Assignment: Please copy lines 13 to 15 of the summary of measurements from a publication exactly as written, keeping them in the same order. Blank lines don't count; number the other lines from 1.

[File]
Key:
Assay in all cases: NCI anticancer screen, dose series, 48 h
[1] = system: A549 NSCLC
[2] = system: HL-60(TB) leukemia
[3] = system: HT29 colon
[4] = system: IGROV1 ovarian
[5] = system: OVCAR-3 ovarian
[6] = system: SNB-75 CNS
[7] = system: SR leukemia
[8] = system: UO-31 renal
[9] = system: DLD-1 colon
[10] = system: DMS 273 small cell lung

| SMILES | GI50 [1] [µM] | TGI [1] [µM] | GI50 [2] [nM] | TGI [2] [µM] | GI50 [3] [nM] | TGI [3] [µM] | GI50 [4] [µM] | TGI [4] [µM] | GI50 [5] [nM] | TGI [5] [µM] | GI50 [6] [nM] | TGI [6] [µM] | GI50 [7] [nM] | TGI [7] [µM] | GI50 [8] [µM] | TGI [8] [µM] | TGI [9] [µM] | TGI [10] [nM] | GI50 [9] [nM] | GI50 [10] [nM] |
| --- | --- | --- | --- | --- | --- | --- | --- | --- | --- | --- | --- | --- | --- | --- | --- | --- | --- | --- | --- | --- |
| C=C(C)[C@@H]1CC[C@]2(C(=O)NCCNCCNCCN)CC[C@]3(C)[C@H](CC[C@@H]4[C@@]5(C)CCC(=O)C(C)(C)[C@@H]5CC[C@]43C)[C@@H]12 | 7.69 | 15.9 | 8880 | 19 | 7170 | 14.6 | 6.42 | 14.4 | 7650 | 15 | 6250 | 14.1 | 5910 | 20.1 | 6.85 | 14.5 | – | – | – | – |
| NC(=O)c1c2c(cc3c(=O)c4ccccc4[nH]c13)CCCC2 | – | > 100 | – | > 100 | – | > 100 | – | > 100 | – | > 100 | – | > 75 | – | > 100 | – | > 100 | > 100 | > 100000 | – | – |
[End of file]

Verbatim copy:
| SMILES | GI50 [1] [µM] | TGI [1] [µM] | GI50 [2] [nM] | TGI [2] [µM] | GI50 [3] [nM] | TGI [3] [µM] | GI50 [4] [µM] | TGI [4] [µM] | GI50 [5] [nM] | TGI [5] [µM] | GI50 [6] [nM] | TGI [6] [µM] | GI50 [7] [nM] | TGI [7] [µM] | GI50 [8] [µM] | TGI [8] [µM] | TGI [9] [µM] | TGI [10] [nM] | GI50 [9] [nM] | GI50 [10] [nM] |
| --- | --- | --- | --- | --- | --- | --- | --- | --- | --- | --- | --- | --- | --- | --- | --- | --- | --- | --- | --- | --- |
| C=C(C)[C@@H]1CC[C@]2(C(=O)NCCNCCNCCN)CC[C@]3(C)[C@H](CC[C@@H]4[C@@]5(C)CCC(=O)C(C)(C)[C@@H]5CC[C@]43C)[C@@H]12 | 7.69 | 15.9 | 8880 | 19 | 7170 | 14.6 | 6.42 | 14.4 | 7650 | 15 | 6250 | 14.1 | 5910 | 20.1 | 6.85 | 14.5 | – | – | – | – |